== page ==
3. Practice what you are going to say/stream before you go live to the public. “You can actually do a practice run of your video before you go live,” says Jonathan English, managing director, Skeleton, a video production company. “This is perfect if you're nervous, new [to Facebook Live] or just want to get a handle of the interface before the big event. All you have to do is click on the 'Live' button in the menu bar to begin setting up Facebook Live video,” he says. “Then select who can view your video by clicking on the button below your name (it will probably say 'Friends' by default). Once you've selected 'Only Me' as your sharing option, you can begin solo Facebook Live streaming by hitting 'Go Live.’ Nobody else will be able to view your stream, but you'll see the live video exactly as others will.”
4. Make sure you have a good internet/Wi-Fi connection. “It’s crucial that you’re prepared with a quality internet connection [for when] you go live,” says Madeleine Smith, assistant account executive, Roberts Communications. “If the video quality is pixilated or choppy or you’re fiddling around with the camera trying to get the right angle, it will likely turn viewers off and they’ll [tune out].”
5. Engage your audience. Use a friendly, conversational tone and “introduce yourself at the beginning – and then briefly recap what you’re talking about every 10 minutes or so as new visitors join,” suggests Miller. [Facebook recommends Live videos be at least 10 minutes, to attract more viewers, but no more than 90 minutes.] “Call out visitors by name when they tune in, and address comments in real time as it makes sense. Interaction is part of what makes live video so compelling, so let the conversation guide your broadcast.”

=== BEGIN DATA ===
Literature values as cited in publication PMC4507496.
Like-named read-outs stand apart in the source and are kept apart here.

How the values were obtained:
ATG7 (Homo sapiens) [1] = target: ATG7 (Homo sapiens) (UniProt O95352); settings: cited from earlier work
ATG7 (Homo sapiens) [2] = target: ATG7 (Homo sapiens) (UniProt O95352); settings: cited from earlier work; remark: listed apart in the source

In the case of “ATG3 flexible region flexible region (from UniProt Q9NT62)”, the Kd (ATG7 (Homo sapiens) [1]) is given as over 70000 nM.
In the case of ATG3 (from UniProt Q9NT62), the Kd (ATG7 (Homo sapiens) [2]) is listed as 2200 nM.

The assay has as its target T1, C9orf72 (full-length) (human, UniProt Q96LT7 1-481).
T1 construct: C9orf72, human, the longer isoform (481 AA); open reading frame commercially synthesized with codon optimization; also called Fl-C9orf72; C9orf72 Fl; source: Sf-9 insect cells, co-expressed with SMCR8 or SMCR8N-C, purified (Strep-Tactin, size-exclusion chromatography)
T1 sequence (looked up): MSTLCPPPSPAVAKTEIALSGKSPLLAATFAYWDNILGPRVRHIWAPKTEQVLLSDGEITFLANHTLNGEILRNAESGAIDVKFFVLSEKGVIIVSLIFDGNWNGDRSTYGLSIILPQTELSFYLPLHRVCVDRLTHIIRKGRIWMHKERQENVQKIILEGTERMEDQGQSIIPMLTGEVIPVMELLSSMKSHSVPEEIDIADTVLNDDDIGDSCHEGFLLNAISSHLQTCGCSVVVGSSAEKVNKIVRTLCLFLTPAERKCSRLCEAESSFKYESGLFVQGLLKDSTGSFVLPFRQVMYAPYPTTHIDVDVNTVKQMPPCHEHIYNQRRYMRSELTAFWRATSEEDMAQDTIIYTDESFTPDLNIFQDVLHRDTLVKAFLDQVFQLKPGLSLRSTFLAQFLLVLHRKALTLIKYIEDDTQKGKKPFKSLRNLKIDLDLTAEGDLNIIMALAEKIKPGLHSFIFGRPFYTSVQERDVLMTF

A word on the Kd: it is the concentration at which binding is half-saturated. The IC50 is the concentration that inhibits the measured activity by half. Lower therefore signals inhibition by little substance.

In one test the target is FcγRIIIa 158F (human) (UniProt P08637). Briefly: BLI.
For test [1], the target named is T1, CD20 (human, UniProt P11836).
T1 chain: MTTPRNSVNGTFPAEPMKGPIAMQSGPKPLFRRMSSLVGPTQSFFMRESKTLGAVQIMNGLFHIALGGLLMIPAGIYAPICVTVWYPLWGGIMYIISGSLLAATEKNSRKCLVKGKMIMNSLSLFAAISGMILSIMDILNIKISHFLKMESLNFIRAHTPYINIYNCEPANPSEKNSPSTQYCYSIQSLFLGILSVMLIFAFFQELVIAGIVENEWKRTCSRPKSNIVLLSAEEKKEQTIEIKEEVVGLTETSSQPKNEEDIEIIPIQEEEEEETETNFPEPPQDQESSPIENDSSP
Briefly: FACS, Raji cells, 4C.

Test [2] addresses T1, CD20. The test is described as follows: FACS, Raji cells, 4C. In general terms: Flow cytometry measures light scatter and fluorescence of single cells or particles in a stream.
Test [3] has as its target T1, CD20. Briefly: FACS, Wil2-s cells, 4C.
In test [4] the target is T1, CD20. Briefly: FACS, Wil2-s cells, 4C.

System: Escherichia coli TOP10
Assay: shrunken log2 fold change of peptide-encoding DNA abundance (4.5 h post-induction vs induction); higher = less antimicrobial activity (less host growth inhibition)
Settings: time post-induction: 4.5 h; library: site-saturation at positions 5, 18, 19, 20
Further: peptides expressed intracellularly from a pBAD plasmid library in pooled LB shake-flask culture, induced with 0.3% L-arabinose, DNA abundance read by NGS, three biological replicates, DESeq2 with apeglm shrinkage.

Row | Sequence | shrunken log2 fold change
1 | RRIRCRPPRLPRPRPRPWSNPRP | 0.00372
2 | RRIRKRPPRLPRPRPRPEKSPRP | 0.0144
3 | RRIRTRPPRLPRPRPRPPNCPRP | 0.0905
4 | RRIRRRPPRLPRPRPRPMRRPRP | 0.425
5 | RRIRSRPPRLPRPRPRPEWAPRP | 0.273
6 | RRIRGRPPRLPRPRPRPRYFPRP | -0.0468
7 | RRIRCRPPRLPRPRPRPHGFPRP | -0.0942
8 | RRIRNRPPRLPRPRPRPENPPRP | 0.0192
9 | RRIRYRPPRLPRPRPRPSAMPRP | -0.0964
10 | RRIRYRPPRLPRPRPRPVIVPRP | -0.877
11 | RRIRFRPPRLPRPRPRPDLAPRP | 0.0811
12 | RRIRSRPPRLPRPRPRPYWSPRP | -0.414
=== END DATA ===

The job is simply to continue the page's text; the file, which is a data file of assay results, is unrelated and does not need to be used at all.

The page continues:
“The beauty of live streaming is the two-way connection, and you should foster that,” says Hyder. “Ask for questions, respond to relevant comments and encourage participation. This leads to overall increased brand engagement and reach as the individuals engaging are even more likely to see it in their feeds in the future.”
6. Ask viewers to subscribe. “Always end the videos by inviting viewers to subscribe so they can be notified the next time you go live,” says Hyder.
(To have viewers get notified the next time you go live, ask them to click the Follow button on live videos and/or on videos that were live.)
7. Save and share your video. “The live-streamed video will stay on your [Facebook] page or profile, and if on a page, you can boost the video to reach an even greater audience who may not have been able to tune in,” says Hyder.
Sign up for CIO Asia eNewsletters.